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THAAD in South Korea Won’t Defuse Current Tensions

Eric Gomez

Last week
U.S. officials confirmed
that the Terminal High Altitude Area
Defense (THAAD) missile defense battery deployed
on a South Korean golf course
reached initial operating
capability. As tensions grow on the Korean peninsula, THAAD’s
deployment is supposed to improve deterrence by bolstering the
ability of the United States and South Korea to defend against
North Korean ballistic missiles.

While THAAD does reduce the chances of a successful North Korean
missile attack against important U.S. military bases and some South
Korean cities, it probably won’t do much to cool down the situation
on the peninsula. In fact, THAAD could contribute to instability
and increase the likelihood of a crisis.

Why is that? First, it is important to understand what the THAAD
system is and isn’t capable of doing.


THAAD is not able to defend Seoul
from North Korean missiles
because most of the capital city is just outside the 200 km range
of THAAD’s interceptors. While not in a position to defend Seoul,
THAAD could protect several locations that are essential for
conducting sustained combat operations against North Korea, such as
the port of Busan and Kunsan air base. Moreover, even if THAAD were
deployed closer to Seoul, it would not be able to defend against
the
conventional artillery threat to the city
.

The Trump administration
will have to find another way out of this crisis.

Critically, THAAD would not be able to shoot
down a North Korean missile test
or an intercontinental
ballistic missile (ICBM) heading for the U.S. homeland. THAAD can
only engage missiles as they fall back down to earth. If a missile
is falling within the engagement range of THAAD’s interceptors,
then North Korea is not testing a missile, it is attacking South
Korea.

It will not work for U.S. homeland defense, either. The only
thing capable of defending the continental U.S. from ICBMs is the
Ground-Based
Midcourse Defense (GMD) system
, which has a spotty testing
record. While THAAD could not shoot down an ICBM, its radar could
provide targeting data to the GMD to improve the chance of a
successful intercept, but that is hardly a guarantee of
success.

With these technical limitations in mind, THAAD’s main purpose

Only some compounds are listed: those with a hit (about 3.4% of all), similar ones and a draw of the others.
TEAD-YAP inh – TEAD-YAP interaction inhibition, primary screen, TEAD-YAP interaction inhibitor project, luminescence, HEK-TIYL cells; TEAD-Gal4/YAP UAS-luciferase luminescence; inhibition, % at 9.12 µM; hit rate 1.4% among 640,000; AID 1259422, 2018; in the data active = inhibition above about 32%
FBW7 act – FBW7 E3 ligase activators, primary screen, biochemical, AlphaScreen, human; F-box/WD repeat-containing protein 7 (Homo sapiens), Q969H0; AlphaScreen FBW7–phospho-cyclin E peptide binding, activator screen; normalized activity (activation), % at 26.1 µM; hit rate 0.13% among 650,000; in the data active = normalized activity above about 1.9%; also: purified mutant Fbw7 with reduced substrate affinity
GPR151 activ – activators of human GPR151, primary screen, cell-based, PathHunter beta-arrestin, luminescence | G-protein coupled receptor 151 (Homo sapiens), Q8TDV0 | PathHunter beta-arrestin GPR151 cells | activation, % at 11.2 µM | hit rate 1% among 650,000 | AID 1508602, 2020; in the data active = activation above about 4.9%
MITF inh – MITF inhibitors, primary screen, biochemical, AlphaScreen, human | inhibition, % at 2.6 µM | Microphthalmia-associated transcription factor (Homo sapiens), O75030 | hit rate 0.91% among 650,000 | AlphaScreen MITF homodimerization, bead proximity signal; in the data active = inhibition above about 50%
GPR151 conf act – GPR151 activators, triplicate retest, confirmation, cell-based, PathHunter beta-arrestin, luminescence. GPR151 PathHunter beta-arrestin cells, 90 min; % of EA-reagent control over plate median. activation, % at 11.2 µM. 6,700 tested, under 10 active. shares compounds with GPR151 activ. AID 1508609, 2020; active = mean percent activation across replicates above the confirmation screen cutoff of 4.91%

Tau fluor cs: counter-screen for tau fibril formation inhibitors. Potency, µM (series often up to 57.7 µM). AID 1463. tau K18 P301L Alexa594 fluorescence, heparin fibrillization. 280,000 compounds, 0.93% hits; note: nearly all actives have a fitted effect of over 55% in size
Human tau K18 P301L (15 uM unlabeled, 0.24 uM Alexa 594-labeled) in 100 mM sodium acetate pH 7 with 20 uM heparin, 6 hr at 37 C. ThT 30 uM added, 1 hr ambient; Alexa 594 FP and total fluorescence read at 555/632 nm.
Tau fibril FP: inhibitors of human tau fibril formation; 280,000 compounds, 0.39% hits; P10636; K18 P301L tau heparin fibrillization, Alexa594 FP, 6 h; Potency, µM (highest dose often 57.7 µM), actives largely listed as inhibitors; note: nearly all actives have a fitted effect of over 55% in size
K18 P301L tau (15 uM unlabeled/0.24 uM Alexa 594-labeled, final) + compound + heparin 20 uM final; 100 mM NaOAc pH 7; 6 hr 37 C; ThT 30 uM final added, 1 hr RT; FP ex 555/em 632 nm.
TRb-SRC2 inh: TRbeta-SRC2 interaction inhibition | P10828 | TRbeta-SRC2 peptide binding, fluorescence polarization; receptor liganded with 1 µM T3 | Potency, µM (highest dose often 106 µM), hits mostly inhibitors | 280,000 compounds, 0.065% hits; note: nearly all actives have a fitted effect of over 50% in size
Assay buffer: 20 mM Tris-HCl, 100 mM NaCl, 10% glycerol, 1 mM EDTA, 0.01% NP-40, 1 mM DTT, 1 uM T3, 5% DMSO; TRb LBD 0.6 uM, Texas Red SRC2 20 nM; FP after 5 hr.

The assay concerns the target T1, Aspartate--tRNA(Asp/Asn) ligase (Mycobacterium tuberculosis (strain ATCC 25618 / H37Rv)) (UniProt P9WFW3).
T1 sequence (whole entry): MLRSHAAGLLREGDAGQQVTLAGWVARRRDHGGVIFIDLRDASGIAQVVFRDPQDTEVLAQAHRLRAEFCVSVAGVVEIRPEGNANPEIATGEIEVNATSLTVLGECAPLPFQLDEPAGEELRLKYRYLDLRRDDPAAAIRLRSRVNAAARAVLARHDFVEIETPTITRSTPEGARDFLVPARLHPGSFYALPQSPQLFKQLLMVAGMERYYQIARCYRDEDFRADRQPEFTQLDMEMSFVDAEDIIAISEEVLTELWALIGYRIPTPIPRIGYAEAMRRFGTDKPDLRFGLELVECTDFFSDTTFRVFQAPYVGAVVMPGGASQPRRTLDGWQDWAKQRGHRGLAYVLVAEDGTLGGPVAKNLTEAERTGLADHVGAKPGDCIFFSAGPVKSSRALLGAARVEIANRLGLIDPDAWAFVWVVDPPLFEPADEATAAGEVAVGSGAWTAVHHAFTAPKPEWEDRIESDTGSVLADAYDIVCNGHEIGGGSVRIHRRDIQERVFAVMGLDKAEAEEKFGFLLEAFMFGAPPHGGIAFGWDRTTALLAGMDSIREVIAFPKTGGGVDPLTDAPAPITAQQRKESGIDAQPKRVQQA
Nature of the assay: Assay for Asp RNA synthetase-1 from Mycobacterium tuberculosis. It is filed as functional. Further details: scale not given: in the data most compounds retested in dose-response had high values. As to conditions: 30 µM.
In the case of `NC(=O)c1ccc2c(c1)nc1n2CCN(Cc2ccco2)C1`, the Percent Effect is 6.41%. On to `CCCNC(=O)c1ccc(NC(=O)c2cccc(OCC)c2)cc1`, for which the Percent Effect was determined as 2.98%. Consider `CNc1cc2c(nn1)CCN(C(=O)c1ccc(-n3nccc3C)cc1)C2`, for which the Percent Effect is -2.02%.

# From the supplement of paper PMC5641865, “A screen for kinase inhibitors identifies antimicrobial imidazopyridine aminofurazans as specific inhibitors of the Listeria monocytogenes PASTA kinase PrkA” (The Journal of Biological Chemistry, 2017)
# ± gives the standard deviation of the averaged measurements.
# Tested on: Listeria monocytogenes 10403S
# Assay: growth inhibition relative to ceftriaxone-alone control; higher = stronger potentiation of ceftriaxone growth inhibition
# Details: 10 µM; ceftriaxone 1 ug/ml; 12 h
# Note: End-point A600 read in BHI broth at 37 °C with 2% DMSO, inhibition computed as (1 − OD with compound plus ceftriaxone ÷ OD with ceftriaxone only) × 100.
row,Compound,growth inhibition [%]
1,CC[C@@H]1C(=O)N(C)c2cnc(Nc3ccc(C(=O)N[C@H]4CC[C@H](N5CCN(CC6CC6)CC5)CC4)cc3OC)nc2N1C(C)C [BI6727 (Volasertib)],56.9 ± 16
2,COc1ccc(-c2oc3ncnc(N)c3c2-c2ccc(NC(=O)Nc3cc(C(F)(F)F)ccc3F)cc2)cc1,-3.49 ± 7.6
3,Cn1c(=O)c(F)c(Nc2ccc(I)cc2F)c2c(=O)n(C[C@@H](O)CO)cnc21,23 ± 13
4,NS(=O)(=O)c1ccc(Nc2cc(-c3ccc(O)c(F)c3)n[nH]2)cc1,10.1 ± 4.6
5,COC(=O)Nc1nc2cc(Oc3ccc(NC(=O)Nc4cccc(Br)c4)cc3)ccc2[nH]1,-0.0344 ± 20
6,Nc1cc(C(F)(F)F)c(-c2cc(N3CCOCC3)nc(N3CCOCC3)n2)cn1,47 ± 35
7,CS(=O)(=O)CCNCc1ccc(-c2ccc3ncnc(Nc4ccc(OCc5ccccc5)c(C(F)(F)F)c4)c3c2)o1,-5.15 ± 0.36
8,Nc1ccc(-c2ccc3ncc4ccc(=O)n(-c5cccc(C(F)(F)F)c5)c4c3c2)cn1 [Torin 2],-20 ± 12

is to provide a protective umbrella for U.S. air force bases in
South Korea, and the port of Busan, the primary port of entry for
follow-on U.S. ground forces in the event of a long-term fight with
North Korea.

But although missile defense systems are usually viewed as
solely defensive, the protection they provide also creates a
perverse incentive for U.S. military planners to use force
offensively. If U.S. planners believe essential military facilities
are relatively safe from missile attack, they could be emboldened
to launch first strikes against North Korea’s nuclear forces.

Currently, the United States, South Korea, and North Korea all
face strong incentives to go first in a conflict. The best way for
the United States and South Korea to limit the damage of a North
Korean attack is to destroy the North’s nuclear weapons on the
ground or
kill Kim Jong Un
before he can give the order. Unfortunately,
this also places Kim Jong Un in a “use
it or lose it
” position to attack first with his nuclear
weapons in the hope of short-circuiting a disarming attack.

Before THAAD, a disarming blow was incredibly risky because of
the damage that just a few surviving nuclear-armed missiles could
do to U.S. forces in South Korea. The risk and danger of a
disarming strike are both still high, but THAAD does reduce them by
providing a better shield against any weapons that may survive the
first strike.

Ultimately, THAAD will do little to defuse the current tensions
on the Korean peninsula. The greater protection it provides to U.S.
troops could make U.S. escalation less costly and therefore more
attractive. The Trump administration will have to find another way
out of this crisis.

Eric Gomez is a policy analyst for defense and foreign policy studies at the Cato Institute.